And while we understand the message, the meaning behind Memorial Day, it doesn’t always hit home with those of us who have never stepped foot on a battlefield, lost someone to war, or grew up without ever having to question the security our freedom.
But their comes a point when the raw truth behind Memorial Day finds each of us, touches us in a way that both saddens and inspires us, and makes our hearts swell with pride for each of the men and women who gave their lives to protect our own.
Preparing for this week’s Memorial Day section of the newspaper, I was handed a box filled with hundred of photos of the faces of Macon County’s World War II soldiers and several binders, each page inside telling the stories of their lives during the war and in some cases, giving an account of their tragic deaths.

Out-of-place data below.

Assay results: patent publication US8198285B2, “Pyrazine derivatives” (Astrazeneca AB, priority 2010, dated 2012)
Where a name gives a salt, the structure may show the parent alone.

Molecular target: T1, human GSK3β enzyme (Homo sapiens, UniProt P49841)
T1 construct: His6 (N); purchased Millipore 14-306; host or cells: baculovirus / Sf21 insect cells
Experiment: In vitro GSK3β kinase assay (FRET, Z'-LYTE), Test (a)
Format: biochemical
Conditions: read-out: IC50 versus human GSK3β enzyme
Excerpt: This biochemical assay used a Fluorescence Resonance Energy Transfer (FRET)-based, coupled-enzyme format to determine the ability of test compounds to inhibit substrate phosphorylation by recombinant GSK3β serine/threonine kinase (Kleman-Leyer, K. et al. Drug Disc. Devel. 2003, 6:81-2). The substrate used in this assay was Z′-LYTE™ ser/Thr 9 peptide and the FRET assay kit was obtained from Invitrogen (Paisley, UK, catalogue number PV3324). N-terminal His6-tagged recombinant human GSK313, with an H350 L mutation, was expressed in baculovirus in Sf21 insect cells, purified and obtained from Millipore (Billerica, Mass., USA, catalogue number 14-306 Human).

Sifting through the faded, black and white photos, each face full of youth and courage, I was overwhelmed with a feeling I couldn’t exactly define, and as I began to read their stories, the horrific things they witnessed, the courage they exuded and the names of family members who prayed nightly that they would never hear that knock at the door, I could only describe it as gratitude.
Their eyes shimmering with confidence in a time of uncertainty, their photos gave World War II, a battle fought years before my time, a name, a face and a family; their accounts of war and the facts of many of their deaths, reached out from each sheet of paper and taught me more than any history book ever had.
And while I have forgotten many of the dates, names and facts I once studied on note-cards in the hopes of passing a test, those stories of courage and the faces of those soldiers who never came home will forever be engrained in my mind; the last moments of their lives spent to protect our own.